One of the toughest things about college isn’t studying for exams or having to participate in group projects; the toughest thing is being able to afford to go to school. If you want to have the best chance at safely affording your higher education, you need to file your FAFSA.

The Application for Federal Student Aid (FAFSA) is what qualifies you for government financial assistance for college. Without it, you wouldn’t have a chance of receiving federal grants and loans. While loans can be helpful, grants are even better. With grants, you don’t have to pay back what you’ve received, so it’s like free money to use to go to school.

There are many grants you could qualify for, whether you’re 18 years old or 75 years old, but there are three very important grants to know, especially when you’re filing your FAFSA and applying for college for the very first time.

Federal Pell Grant

One of the most common grants undergraduate students receive is the Federal Pell Grant. Low-income students are given a specific amount of money based upon a formula that includes your expected family contribution (EFC), the cost of attending school, your status (full-time or part-time) and if you’ll be attending school for a full academic year or less.

For the 2021-2022 school year, the maximum you can receive per school year from a Federal Pell Grant is $6,495. Whatever amount you’re granted will be divided and given to you once per term (semester, trimester, quarter, etc.).

Federal Supplemental Educational Opportunity Grant

The Federal Supplemental Educational Opportunity Grant (FSEOG) is designed to provide additional financial aid on top of a Pell Grant to the lowest-income undergraduate students. The term “additional financial aid” is subjective to the amount of aid you’re already receiving and the available funds at your school, but it can range from $100 to $4,000.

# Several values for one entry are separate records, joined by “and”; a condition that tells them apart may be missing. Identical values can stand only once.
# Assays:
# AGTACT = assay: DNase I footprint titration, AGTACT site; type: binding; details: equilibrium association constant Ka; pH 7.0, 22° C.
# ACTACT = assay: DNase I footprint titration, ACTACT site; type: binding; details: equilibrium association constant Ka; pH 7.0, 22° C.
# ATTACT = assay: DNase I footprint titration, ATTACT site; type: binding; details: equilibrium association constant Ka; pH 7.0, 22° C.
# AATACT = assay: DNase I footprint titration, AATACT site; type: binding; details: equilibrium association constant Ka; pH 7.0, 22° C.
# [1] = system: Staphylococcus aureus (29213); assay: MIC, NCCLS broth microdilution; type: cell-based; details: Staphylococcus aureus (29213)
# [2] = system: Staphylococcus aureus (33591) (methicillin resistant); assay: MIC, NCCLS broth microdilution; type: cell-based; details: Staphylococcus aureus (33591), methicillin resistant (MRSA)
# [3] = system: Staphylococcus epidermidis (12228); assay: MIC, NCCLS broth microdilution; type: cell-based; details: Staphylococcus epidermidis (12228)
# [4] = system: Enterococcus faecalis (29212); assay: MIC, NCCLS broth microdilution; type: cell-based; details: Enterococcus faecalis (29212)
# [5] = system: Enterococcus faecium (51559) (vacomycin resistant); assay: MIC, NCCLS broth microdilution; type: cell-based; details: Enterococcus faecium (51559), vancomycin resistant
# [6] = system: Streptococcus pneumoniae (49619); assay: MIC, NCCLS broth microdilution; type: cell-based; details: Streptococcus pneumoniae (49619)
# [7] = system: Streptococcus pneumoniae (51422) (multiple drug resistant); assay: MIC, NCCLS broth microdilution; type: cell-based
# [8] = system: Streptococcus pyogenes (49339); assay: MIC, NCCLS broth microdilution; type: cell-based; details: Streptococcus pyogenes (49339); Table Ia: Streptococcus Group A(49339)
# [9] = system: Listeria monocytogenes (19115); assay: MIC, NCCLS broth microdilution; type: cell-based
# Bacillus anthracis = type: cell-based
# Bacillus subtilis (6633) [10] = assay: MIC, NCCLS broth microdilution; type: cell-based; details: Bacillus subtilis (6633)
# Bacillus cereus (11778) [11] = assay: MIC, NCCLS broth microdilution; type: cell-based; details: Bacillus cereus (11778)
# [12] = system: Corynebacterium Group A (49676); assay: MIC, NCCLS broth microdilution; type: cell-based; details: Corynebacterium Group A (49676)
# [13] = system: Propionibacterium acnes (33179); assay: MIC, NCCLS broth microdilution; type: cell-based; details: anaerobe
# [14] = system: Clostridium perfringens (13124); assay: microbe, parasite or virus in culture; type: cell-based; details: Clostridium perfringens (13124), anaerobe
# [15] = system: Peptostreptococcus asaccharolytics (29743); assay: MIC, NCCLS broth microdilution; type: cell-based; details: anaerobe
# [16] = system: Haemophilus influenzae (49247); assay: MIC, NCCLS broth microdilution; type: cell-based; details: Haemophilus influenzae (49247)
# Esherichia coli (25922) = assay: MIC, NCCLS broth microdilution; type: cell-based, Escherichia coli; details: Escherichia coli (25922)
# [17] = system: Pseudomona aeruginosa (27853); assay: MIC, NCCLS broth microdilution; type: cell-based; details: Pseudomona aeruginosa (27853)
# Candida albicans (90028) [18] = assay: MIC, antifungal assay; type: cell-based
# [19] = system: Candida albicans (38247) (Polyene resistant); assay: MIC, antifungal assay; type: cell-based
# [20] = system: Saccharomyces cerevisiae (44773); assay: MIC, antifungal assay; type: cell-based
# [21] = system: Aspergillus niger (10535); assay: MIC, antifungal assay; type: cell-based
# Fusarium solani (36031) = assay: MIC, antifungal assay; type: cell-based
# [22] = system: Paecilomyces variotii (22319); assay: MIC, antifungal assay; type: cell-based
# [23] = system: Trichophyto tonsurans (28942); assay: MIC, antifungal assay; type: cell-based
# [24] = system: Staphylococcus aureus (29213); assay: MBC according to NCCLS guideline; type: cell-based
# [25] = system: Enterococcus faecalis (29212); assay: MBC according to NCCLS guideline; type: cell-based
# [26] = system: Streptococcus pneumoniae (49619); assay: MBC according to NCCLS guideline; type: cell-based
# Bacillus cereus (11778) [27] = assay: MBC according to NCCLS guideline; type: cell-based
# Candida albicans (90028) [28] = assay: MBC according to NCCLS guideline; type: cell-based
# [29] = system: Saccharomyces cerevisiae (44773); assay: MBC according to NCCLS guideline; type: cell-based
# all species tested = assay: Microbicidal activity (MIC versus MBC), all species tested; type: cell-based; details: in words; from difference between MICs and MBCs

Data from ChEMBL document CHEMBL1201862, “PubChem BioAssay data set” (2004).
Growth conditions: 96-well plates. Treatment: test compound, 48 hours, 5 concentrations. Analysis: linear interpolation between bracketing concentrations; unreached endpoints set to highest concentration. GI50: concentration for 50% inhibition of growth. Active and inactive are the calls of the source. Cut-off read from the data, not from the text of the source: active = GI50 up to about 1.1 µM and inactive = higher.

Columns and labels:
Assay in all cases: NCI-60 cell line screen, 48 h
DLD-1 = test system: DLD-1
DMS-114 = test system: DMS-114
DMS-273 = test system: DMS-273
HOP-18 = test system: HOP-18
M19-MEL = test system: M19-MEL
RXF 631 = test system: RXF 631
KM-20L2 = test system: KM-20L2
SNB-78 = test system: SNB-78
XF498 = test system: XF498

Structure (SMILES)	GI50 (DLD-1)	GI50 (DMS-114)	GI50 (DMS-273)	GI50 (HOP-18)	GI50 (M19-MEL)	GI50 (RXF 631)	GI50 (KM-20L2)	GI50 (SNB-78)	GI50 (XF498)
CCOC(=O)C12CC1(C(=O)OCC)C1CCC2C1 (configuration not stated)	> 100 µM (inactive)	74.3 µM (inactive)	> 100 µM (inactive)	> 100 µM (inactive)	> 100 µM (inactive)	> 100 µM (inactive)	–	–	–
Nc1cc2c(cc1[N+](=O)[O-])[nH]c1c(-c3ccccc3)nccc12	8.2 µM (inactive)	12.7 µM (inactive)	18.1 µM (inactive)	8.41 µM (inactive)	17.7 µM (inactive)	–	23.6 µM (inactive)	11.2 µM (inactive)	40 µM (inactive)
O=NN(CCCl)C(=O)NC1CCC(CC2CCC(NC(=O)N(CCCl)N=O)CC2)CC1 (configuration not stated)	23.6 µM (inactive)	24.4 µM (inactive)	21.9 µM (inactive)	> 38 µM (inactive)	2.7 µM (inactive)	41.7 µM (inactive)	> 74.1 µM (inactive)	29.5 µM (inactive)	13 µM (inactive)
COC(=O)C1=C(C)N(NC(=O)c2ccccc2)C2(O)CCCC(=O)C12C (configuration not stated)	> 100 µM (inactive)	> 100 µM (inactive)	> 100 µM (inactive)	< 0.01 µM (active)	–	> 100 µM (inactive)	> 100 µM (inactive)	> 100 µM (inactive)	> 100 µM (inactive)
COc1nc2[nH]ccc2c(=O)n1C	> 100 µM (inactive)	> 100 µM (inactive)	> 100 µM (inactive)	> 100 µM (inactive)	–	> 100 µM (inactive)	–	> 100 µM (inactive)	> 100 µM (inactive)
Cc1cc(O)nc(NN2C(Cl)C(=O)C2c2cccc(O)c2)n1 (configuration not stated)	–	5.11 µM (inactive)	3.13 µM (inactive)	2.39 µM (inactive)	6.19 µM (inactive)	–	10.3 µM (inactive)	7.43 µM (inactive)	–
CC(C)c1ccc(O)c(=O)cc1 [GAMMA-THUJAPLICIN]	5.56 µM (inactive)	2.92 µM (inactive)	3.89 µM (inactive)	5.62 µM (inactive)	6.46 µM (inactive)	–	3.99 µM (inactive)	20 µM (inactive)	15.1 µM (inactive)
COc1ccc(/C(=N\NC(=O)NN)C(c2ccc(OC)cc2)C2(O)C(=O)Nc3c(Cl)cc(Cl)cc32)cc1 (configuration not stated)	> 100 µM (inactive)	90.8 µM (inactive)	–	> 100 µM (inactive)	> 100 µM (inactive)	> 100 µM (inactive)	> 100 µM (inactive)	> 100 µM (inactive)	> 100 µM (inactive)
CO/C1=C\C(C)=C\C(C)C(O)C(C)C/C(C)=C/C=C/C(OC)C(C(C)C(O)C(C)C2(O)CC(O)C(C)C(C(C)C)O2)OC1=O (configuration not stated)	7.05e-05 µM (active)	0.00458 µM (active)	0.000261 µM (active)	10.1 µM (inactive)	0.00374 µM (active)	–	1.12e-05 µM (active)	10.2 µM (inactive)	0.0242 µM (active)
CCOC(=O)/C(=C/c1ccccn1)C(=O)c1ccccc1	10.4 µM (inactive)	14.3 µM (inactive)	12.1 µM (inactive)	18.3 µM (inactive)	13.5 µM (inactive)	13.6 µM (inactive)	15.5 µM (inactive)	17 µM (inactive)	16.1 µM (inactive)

Teacher Education Assistance for College and Higher Education Grant

For the aspiring teachers out there, the Teacher Education Assistance for College and Higher Education (TEACH) Grant can help you afford your education. You can qualify if you’re a full-time student in a participating college and you score above the 75th percentile on at least one portion of college admissions tests or keep a minimum cumulative grade point average of 3.25.

You can receive up to $4,000 in grants, but you must agree to teach extremely important subjects in a low-income, teacher-scarce area for a minimum of four years. Common subjects which are considered high in importance are math, reading, science and bilingual education, though there are many more critical subjects throughout the United States that need to be taught as well.

If you complete the minimum of four years at your designated school, there’s no need to pay the money back. The only way you would ever have to pay this grant back is if you dropped out or failed to complete the teaching term. Your grant would then turn into a direct unsubsidized loan.

Any little bit of extra money helps when you’re paying for college, which is why it’s important to file your FAFSA for the 2019-2020 school year as soon as you can. (Hint:  you’ll need your 2017 tax information to successfully fill out the form.) The national deadline to file is June 30, 2020, but each state has a different deadline. Be sure to check with your college and your state to know the exact date.

Have you filed your FAFSA yet? Do so now so you can cash in on these helpful grants!